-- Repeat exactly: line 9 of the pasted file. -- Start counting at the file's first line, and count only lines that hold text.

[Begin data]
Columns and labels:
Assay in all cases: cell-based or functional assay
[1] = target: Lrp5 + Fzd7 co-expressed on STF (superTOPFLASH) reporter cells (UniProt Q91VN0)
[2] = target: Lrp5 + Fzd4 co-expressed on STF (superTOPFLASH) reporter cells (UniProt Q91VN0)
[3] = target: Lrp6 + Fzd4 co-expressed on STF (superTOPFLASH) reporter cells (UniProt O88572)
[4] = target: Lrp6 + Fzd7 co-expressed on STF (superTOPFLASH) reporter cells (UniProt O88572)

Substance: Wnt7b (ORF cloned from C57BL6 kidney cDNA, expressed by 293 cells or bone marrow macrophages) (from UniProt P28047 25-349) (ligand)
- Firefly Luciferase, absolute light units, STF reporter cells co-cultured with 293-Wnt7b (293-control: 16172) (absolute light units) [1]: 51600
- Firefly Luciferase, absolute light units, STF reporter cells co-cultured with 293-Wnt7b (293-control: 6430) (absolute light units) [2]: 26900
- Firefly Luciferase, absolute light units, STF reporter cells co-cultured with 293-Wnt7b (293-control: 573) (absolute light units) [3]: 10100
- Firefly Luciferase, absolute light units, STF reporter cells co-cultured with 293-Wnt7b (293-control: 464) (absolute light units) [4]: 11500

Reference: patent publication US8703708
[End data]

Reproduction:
- Firefly Luciferase, absolute light units, STF reporter cells co-cultured with 293-Wnt7b (293-control: 6430) (absolute light units) [2]: 26900